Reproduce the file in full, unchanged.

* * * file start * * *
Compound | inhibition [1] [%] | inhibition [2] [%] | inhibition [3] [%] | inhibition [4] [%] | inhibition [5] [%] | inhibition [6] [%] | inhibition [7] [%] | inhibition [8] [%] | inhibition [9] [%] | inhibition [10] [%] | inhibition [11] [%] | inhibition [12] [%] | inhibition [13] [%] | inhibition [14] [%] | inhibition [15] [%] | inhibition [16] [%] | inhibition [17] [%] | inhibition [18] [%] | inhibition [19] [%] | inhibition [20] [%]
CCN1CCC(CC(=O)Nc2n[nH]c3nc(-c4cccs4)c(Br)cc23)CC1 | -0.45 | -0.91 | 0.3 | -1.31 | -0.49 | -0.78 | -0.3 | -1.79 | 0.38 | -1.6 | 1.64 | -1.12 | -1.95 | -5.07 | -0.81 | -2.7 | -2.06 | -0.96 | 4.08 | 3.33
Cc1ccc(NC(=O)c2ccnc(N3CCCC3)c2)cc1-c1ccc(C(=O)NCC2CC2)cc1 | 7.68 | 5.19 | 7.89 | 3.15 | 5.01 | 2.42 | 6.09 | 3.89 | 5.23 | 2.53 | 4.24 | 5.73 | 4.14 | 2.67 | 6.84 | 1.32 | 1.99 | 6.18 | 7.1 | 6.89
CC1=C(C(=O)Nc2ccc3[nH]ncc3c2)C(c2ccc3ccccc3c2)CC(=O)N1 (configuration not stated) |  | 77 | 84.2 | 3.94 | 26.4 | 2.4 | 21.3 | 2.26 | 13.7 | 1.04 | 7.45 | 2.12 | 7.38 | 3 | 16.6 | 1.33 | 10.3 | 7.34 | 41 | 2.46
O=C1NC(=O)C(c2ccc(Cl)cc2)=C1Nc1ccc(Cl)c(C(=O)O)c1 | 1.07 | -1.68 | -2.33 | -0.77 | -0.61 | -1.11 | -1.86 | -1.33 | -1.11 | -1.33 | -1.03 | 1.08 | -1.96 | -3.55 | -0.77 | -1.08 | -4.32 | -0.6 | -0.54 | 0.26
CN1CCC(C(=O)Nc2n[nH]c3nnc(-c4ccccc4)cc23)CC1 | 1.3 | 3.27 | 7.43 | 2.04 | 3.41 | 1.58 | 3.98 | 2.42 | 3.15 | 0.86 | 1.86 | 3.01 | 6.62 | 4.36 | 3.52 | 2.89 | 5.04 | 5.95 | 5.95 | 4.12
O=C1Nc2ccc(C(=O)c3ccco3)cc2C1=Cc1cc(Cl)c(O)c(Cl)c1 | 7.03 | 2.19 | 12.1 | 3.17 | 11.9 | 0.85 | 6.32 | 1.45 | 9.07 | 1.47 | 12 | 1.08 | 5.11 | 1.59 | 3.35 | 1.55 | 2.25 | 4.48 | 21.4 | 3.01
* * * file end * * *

Compound | inhibition [1] [%] | inhibition [2] [%] | inhibition [3] [%] | inhibition [4] [%] | inhibition [5] [%] | inhibition [6] [%] | inhibition [7] [%] | inhibition [8] [%] | inhibition [9] [%] | inhibition [10] [%] | inhibition [11] [%] | inhibition [12] [%] | inhibition [13] [%] | inhibition [14] [%] | inhibition [15] [%] | inhibition [16] [%] | inhibition [17] [%] | inhibition [18] [%] | inhibition [19] [%] | inhibition [20] [%]
CCN1CCC(CC(=O)Nc2n[nH]c3nc(-c4cccs4)c(Br)cc23)CC1 | -0.45 | -0.91 | 0.3 | -1.31 | -0.49 | -0.78 | -0.3 | -1.79 | 0.38 | -1.6 | 1.64 | -1.12 | -1.95 | -5.07 | -0.81 | -2.7 | -2.06 | -0.96 | 4.08 | 3.33
Cc1ccc(NC(=O)c2ccnc(N3CCCC3)c2)cc1-c1ccc(C(=O)NCC2CC2)cc1 | 7.68 | 5.19 | 7.89 | 3.15 | 5.01 | 2.42 | 6.09 | 3.89 | 5.23 | 2.53 | 4.24 | 5.73 | 4.14 | 2.67 | 6.84 | 1.32 | 1.99 | 6.18 | 7.1 | 6.89
CC1=C(C(=O)Nc2ccc3[nH]ncc3c2)C(c2ccc3ccccc3c2)CC(=O)N1 (configuration not stated) |  | 77 | 84.2 | 3.94 | 26.4 | 2.4 | 21.3 | 2.26 | 13.7 | 1.04 | 7.45 | 2.12 | 7.38 | 3 | 16.6 | 1.33 | 10.3 | 7.34 | 41 | 2.46
O=C1NC(=O)C(c2ccc(Cl)cc2)=C1Nc1ccc(Cl)c(C(=O)O)c1 | 1.07 | -1.68 | -2.33 | -0.77 | -0.61 | -1.11 | -1.86 | -1.33 | -1.11 | -1.33 | -1.03 | 1.08 | -1.96 | -3.55 | -0.77 | -1.08 | -4.32 | -0.6 | -0.54 | 0.26
CN1CCC(C(=O)Nc2n[nH]c3nnc(-c4ccccc4)cc23)CC1 | 1.3 | 3.27 | 7.43 | 2.04 | 3.41 | 1.58 | 3.98 | 2.42 | 3.15 | 0.86 | 1.86 | 3.01 | 6.62 | 4.36 | 3.52 | 2.89 | 5.04 | 5.95 | 5.95 | 4.12
O=C1Nc2ccc(C(=O)c3ccco3)cc2C1=Cc1cc(Cl)c(O)c(Cl)c1 | 7.03 | 2.19 | 12.1 | 3.17 | 11.9 | 0.85 | 6.32 | 1.45 | 9.07 | 1.47 | 12 | 1.08 | 5.11 | 1.59 | 3.35 | 1.55 | 2.25 | 4.48 | 21.4 | 3.01